With the booming success of Spider-Man (1994) and X-Men (1992) on FOX, UPN wanted a piece of Marvel's animation success, and so a new series was commissioned. Given the popularity of the character, and most of Marvel's heavy hitters were either already on FOX or had been done before, at this point in time, it simply had to be The Incredible Hulk. Marvel wanted The Hulk in his own show too, as there was not one, but two backdoor pilot attempts in both Iron Man (1994) and Fantastic Four (1994).
The show mixed parts of the live action The Incredible Hulk (1978) TV series and the comic books. One notable aspect would be the appearance of the Hulk is not only modeled on the classic comic look but also the live action portrayal by Lou Ferrigno (who also voices the Hulk in this series).
The UPN executive assigned to the show really had no feeling for what the Hulk was about or what was most important to an action-adventure show in general, or to Marvel fans in particular. There were a host of creative differences, but what was discussed in most of those network meetings was her obsession with fashion-she kept insisting that everyone look like they just-stepped out of a shop on Rodeo Drive-hardly a look that would fit any of the main characters. The episodes delivered to network tended to reflect the creative choices of the production company over those of network. Cut to Season 2. The axe falls. The edict came down from network that the show would be pulled from New World unless there were a change of creative personnel who would toe the line; so the second season got a new producer, director and crew.
She-Hulk's cameo appearance as a member of the Avengers in the Fantastic Four (1994) series had to have taken place after her journey to New York in this series because she arrives to New York and meets The Thing for the first time in this series.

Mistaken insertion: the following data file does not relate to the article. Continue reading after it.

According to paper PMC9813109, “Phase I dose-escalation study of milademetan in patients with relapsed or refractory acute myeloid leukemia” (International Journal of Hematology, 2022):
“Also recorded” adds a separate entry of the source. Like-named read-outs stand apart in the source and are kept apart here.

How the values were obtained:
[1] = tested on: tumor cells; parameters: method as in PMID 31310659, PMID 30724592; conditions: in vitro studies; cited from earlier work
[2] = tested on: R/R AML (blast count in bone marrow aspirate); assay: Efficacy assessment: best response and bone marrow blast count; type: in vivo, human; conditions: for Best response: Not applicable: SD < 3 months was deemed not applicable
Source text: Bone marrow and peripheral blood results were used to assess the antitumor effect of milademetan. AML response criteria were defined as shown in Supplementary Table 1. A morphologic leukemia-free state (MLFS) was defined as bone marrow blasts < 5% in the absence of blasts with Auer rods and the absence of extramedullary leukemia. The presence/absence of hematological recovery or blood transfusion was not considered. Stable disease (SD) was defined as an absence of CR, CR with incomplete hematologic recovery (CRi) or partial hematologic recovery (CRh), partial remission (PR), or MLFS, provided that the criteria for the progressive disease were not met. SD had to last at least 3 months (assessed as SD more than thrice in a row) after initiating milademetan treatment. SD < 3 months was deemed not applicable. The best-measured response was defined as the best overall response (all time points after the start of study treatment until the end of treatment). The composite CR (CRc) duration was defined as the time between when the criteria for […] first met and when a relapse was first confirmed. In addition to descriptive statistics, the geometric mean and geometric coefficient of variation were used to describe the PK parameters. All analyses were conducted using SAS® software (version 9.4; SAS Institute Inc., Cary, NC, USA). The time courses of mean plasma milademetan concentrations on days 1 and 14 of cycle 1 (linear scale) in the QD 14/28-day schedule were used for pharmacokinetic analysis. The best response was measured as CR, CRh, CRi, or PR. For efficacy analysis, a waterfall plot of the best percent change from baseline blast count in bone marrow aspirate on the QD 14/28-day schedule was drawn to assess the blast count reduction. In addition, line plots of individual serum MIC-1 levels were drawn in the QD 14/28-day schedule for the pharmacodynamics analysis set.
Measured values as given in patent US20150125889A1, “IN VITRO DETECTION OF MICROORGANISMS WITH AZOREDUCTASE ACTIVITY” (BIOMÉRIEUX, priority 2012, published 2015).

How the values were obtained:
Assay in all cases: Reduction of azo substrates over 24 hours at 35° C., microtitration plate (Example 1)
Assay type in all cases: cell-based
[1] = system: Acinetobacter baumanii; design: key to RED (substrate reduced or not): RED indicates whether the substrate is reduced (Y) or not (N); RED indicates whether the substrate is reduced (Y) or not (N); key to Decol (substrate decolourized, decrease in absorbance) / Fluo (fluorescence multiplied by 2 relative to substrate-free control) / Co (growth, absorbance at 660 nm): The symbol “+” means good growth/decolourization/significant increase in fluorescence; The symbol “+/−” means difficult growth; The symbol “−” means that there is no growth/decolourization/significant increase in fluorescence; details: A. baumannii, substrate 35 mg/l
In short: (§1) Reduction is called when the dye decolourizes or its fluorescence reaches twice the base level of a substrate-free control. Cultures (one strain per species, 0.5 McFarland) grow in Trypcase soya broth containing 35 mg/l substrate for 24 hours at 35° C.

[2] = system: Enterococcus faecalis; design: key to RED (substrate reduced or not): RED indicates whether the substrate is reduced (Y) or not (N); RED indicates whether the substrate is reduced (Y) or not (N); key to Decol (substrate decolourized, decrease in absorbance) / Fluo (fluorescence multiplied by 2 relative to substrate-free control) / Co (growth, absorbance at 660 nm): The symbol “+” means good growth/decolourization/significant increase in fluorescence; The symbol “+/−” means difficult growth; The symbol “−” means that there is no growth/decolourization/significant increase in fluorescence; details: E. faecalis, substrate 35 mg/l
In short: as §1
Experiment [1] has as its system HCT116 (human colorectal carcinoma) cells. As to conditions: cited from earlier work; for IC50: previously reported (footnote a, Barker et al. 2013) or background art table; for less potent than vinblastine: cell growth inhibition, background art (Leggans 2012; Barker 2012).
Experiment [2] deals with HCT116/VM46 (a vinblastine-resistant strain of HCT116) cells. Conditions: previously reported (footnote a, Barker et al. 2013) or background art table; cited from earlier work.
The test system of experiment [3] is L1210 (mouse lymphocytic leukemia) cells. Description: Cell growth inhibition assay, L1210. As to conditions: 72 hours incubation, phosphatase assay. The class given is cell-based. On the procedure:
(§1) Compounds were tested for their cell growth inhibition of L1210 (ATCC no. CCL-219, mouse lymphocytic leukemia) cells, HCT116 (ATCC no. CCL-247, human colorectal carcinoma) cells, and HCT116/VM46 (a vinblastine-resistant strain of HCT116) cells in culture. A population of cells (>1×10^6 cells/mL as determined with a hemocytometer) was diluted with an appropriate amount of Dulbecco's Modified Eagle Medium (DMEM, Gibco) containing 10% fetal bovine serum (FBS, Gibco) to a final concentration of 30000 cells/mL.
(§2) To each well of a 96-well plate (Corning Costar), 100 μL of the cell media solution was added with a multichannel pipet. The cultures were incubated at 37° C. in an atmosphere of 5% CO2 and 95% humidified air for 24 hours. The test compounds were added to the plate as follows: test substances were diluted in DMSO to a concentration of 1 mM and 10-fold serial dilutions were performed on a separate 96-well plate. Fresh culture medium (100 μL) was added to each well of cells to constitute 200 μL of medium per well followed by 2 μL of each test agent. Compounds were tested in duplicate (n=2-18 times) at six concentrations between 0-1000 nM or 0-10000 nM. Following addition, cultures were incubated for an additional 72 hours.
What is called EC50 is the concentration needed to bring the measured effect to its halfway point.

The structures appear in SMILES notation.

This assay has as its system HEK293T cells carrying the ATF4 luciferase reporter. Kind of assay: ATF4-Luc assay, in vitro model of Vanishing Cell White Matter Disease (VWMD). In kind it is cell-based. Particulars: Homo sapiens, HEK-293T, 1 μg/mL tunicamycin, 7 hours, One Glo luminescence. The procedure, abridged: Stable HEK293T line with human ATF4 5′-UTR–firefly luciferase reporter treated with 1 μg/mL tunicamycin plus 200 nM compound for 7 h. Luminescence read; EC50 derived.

In the comics, Dr. Walter Langkowski was trying to unlock the power of the Hulk with gamma rays. However, the gamma rays did not directly mutate his cells; rather, the gamma energy breached an inter-dimensional barrier, and allowed Langkowski to channel a mystical being called Sasquatch (which explains why he's the only gamma-irradiated being who isn't green). Of course, Langkowski thought that it was due to the gamma for a long time (episode 1.06 "Man to Man, Beast to Beast").
The Gray Hulk has a different design in episode 2.01 "A Hulk of a Different Color" than he had in the flashback in episode 1.01 "The Return of the Beast Part 1" and at the end of episode 1.13 "Darkness and Light Part 3".
Gray Hulk was set up at the end of the first season to play a prominent role in the second season. Although he does appear twice in Season 1, the Season 2 premiere is the first to actually voice debut of the Gray Hulk.
In another example of inter-series continuity, the Hulk's reference to the Thing as his enemy, and the Thing recognizing Rick Jones carry over from Hulk's earlier appearance in the Fantastic Four (1994) episode 2.09 "Nightmare in Green" (episode 1.08 "Fantastic Fortitude").
In the comics (She-Hulk (v1) #1), Jennifer Walters was injured by a criminal angry about her legal work, rather than by Dr. Doom's robots. Otherwise, her origin was the same - her cousin Bruce had come to see her, she was injured, and out of desperation, he gave her a transfusion of his own gamma-enriched blood (episode 1.07 "Doomed").
In the comics, the curse of the Wendigo resulted from cannibalism, rather than ego. This was probably too much for children's TV. The Wendigo was also in Canada, but Hulk had just fought a furry beast in Canada in episode 1.06 "Man To Man, Beast To Beast", so the location was changed (episode 1.10 "And the Wind Cries&... Wendigo!").
In the flashback to when the Hulk was created, he turns gray before green. This is a homage to Marvel Comics' Incredible Hulk v1 #1, the first issue to have a Gray Hulk . (episode 1.01 "The Return of the Beast Part 1")